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Starting Point-Teaching Entry Level Geoscience > Field Labs > Field Lab Examples > Making a Soil Monolith
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Making a Soil Monolith

Aleshia Mueller, Carleton College
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This material is replicated on a number of sites as part of the SERC Pedagogic Service Project

Summary

Maxfield Soil Series Monolith
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A 4 minute video showing how to construct a soil monolith. A Quicktime ( 21.6MB May15 07) version is also available.

This extended exercise engages soils students in both field and laboratory work through the collection and preservation of a soil monolith, a vertical section of soil that has been extracted from an exposed soil profile in its natural position, treated to preserve the texture and structure of the soil as it appears naturally on the landscape, and mounted on a board for display.

Soil monoliths are excellent for educational purposes because although visual interpretation is an integral component of understanding soil profiles, it is not always possible or convenient to examine soil in situ. Soil monoliths make it possible for students to experience how soils vary both spatially and temporally across the landscape. Professional soil scientists, educators, and museum curators use monoliths to observe and analyze properties of a diversity of soils in one place.

Finished monoliths can be displayed at your university or donated to a museum so that others who are not able to examine that soil type in situ have the opportunity to observe a section of it.

Learning Goals

Soil Monoliths Ivory Coast
Soil Monoliths from Ivory Coast
Photo from ISRIC World Soil Museum

Context for Use

This exercise is best for students with some understanding of soil features such as horizons, texture, structure, and color and some experience describing soils. For this reason, it works well around the middle of an introductory soils course.

It is an extended exercise that consists of four field/lab days. Two days are spent in the field describing the soil and extracting the monolith. Two days are spent in the lab preparing the monolith, applying the fixative, and making the descriptive placards.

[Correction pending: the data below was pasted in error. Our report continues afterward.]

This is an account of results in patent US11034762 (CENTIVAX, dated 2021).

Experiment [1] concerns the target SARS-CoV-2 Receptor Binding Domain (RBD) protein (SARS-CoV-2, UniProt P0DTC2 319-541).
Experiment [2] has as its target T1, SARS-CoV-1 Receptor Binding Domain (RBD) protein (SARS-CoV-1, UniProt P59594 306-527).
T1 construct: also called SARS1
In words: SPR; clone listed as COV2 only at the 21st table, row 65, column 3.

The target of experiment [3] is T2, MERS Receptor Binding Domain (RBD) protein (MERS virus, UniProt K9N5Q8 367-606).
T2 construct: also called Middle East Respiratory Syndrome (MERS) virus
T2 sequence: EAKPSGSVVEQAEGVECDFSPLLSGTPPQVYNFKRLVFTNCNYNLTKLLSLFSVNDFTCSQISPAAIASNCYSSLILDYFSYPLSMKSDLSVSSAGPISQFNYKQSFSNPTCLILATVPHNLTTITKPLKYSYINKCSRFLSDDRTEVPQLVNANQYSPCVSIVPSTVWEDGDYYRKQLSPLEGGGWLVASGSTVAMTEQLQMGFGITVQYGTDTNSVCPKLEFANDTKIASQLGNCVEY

Depending on how you tailor this to your class, it will take about four weeks to complete all of the steps in this exercise. Allow time for the extracted monolith to dry between steps where indicated.

Teaching Materials

Teaching Notes and Tips

Step one, field: Observe and describe a soil profile
soil_char

This step will give students more experience describing soils in the field.

Find or make an exposure that is representative of a soil type or contains characteristics to which you would like to draw your students' attention. You can choose easy access exposures such as road cuts or have the students dig their own pit. Exposures should extend through the O, A, E, and B horizons and down into the C horizon or weathered rock. This requirement usually yields 1-1.5 meter-deep pits.

Have the students relate the five soil forming factors to the actual soil development. Students should take careful notes and describe in detail soil characteristics such as texture, color, structure, and horizonation. Information collected on this day will be used to create the descriptive placards that will accompany the finished soil monolith.

By the end of this field session, students should be able to produce the following:

  • Drawing of the soil profile using shades of gray or color
  • Accurate and detailed soil profile description containing as much information as possible
  • Summary report of the 5SFFs acting upon this soil and an interpretation of how, and to what degree, each SFF has influenced the development of this soil
  • Soil order determination

Refer to Soils are the Pits for an example of digging soil pits and describing soils.


Step two, field: Prepare profile face and extract monolith
extract monolith

This step gives students professional hands on experience as they extract a soil monolith.

Go back to the soil exposure where the students did the soil description for the previous step. If you have a large class, break them up into groups and make multiple soil monoliths so that each student can be involved in the process.

Have the students choose a section of the exposure and smooth out a vertical face in preparation for extraction. Keep in mind that this is the face that will eventually be displayed on the monolith.

Insert the metal frame from the extraction board into the profile face, cut back the sides, attach the extraction board, cut back the soil behind the frame, and as the soil is loosened, lower the extraction board and set it on flat ground.

Attach the mounting board to the extracted soil, remove the extraction board, and shave the soil down to your desired final thickness. Wrap the monolith in a sheet of plastic for transport back to your lab.